This house is full of ghosts, spirits, and the souls of ancestors; gods, ancient and immortal beings made of air. They live in every dusty corner, under the tables that host the many altars, in each squeaky crack of the wooden stairs and creak of the old chairs. They live in the kitchen, in the music room, in the bedroom where Joe Black—the first black pitcher to win the World Series, in 1952—had his first child.
They are older than this brownstone, older than Bed-Stuy, older than Brooklyn and New York City itself. There is a woman who lives in the garden. Nobody has seen her, but everybody knows she is there. Tiziana brought her here, and she will never leave.
The first time I set foot into the house, I was carrying two huge bags I had brought with me on a delayed flight back from Italy. Tiziana—the landlady that a friend of a friend put me in touch with, knowing I was looking for a place to stay for a few months—is fifty, but she looks younger. She has a head of curly hair that is midway between a lion’s mane and a blackberry bush, perpetually busy hands, and a fast way of talking. She was on the phone when she came to the door and let me crawl into my room. She excused herself and disappeared downstairs, in the kitchen, leaving me alone to snoop around the living room.
Everything seemed very old and very fragile. There were statues made of wood or porcelain, boxes full of jewelry, coins and keys, candles, flags, and cloths. There was an old trumpet—a gift, I later came to know, from one of the many maestros that spent time in these rooms—and a cello, broken in half by the excitement of one of the four cats that inhabit here. There are ornaments from other cultures and traditions: Native American medallions, Hindu holy pictures, an old European straw hat. Everything was piled together, but not in a messy way. There was a reason those things were there.
View of the living room, on the left one the altar of Obatala, the main god. Photo: Giulio D’Antona
“What’s all this?” I asked Tiziana when she came back. “Altars,” she answered casually as she casually told me about the ghosts. I didn’t believe her. Every sound can be mistaken as the result of some paranormal activity: one of the cats that goes for a night run, a squirrel that nibbles the branches of a tree outside the window, the slamming of a door that does not shut well. It might be unsettling at first, but once I got used to it I found no reason to lose any sleep thinking about the spirits. Instead, I grew more interested in Tiziana’s religious rites, which occupied the larger part of her daily routine.
Tiziana is Italian, and a priestess of an ancient African religion called Ifà, but better known by the name of the tribe that follows it: the Yoruba, a group of about 25 million people from southeast Nigeria, Benin, and Togo. In the new world, the religion takes a number of names and different paths from the original African cult of the dead and spirits. In Brazil, it is called Candomblé or Umbanda; Lucumì in Cuba, Santeria in Puerto Rico. Every time the cult mixed with another belief, it found a way to integrate its vast set of gods, rituals, traditions, and prayers. Santeria and Candomblé have been profoundly influenced by Christianity, which was pressed on African slaves forced to leave their homeland by Spanish and Portuguese colonialists. Almost every Catholic saint has earned a place in the pantheistic cult, their images—and, according to believers, their essences—syncretizing with the African god Orisha. Yoruba is a way to travel back to one’s origins, finding the road back home.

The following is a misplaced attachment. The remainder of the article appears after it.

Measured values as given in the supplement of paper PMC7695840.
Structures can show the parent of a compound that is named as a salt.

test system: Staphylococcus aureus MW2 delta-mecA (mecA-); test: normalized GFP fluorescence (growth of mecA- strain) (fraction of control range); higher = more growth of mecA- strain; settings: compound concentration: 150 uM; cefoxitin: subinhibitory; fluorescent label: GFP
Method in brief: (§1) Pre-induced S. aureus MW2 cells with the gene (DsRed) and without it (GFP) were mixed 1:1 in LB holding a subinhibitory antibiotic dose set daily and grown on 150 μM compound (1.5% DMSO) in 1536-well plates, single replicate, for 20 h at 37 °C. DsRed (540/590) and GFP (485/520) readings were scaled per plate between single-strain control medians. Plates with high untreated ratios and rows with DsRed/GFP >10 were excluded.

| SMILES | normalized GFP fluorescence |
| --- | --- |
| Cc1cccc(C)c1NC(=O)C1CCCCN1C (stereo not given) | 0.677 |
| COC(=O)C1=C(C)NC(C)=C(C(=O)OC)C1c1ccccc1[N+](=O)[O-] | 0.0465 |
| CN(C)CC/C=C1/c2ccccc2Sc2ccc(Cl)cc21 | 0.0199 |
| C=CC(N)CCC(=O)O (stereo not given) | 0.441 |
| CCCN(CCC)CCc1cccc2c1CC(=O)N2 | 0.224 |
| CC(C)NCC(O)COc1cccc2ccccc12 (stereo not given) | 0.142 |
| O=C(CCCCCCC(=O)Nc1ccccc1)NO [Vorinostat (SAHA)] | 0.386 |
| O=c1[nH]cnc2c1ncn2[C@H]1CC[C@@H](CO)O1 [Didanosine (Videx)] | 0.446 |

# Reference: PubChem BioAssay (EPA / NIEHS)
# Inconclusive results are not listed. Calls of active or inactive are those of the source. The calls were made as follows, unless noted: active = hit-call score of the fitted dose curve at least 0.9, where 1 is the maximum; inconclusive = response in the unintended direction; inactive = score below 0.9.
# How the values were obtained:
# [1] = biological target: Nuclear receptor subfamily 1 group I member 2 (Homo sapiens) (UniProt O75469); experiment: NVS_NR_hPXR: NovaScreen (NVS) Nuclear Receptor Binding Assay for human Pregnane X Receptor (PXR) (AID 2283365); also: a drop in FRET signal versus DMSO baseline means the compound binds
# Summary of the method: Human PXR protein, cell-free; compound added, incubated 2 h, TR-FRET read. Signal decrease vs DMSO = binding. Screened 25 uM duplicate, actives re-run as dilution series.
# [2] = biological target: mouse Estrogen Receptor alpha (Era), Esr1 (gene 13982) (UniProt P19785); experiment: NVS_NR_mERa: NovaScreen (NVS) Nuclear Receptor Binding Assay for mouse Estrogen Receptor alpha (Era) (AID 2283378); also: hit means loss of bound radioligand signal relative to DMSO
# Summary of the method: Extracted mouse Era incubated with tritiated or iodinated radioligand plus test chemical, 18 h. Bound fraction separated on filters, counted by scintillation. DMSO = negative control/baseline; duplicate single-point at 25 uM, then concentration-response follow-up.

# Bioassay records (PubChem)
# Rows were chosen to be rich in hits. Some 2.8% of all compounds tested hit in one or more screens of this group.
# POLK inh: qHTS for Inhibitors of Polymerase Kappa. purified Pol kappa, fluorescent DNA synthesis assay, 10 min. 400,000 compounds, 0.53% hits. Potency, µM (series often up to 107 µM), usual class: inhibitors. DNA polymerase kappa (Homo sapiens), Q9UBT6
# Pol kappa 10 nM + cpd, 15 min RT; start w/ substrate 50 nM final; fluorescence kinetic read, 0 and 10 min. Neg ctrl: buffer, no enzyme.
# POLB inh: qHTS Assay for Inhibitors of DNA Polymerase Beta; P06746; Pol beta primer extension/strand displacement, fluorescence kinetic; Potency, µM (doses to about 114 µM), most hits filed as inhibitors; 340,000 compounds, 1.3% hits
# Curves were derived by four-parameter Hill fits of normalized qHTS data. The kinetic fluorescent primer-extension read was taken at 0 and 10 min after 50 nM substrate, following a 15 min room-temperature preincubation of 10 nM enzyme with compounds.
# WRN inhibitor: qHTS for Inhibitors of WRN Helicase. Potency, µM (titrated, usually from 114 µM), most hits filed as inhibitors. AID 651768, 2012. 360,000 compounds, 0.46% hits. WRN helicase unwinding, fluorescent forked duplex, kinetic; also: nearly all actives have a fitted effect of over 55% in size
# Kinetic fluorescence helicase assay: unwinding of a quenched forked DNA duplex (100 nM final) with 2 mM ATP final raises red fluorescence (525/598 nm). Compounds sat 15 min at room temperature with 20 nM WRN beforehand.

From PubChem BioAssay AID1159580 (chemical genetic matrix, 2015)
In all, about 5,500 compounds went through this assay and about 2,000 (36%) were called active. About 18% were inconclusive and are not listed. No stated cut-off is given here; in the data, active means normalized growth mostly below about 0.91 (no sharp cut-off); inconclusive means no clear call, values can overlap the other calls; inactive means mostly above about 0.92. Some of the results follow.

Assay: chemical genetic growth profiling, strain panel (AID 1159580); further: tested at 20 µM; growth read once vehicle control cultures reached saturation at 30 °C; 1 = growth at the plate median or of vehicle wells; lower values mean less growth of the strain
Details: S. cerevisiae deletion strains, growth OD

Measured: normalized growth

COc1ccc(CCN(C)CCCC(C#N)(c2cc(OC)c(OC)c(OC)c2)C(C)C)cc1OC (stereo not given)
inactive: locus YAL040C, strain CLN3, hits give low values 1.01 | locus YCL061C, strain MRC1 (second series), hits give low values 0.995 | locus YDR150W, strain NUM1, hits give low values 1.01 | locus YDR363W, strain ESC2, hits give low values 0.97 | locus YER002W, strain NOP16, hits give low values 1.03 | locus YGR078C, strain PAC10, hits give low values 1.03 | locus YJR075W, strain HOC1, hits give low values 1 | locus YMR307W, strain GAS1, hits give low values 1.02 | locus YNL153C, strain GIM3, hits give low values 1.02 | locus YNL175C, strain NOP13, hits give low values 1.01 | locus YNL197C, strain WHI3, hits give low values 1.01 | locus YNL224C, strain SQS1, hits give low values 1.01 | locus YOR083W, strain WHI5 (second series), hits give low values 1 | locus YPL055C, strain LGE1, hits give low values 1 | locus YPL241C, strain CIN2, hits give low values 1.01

A vial of the saint’s desiccated 1,710-year-old blood is kept in a small container
Tiziana was eighteen when she left Sala Consilina—a small village in southern Italy, not far from Naples—in 1984, aiming for a new life in the United States and looking for the cult she had been reading about for years. Although she was raised in a liberal and secular environment, and not guided by the rules of a strict Roman Catholic education, she was nonetheless influenced by a strong religious tradition focused on the “mystery of faith” and a cult of saints responsible for miracles. In parts of Italy, this tradition has evolved very little from medieval fundamentalism. She was thirsty for spirituality and mysticism, and she firmly believed in magic.
To understand the profound Italian relationship with the magical aspects of faith, the cult of San Gennaro in Naples is instructive: a vial of the saint’s desiccated 1,710-year-old blood is kept in a small container, expected to liquefy every year before thousand of anxious devotees lest something terrible should occur. In 1980, the failure of the prophecy was considered the harbinger of the devastating Irpinia earthquake that killed 3,000 people. Or consider Father Pio of Pietralcina: millions of pilgrims in the far south of the Apulia region journey to witness the healing bestowed by the hands of the saint’s statue.
Or simply listen to stories about the many crying Madonnas, the exorcisms, and the unfathomable power of rites. Tiziana was fascinated by the opportunity to get closer to a cult that could bring Western monotheistic religions back to their pagan essence. She wanted to find magic so profoundly connected with nature that it has the ability to bend chance to the human will: to witch it, in the original sense of the word.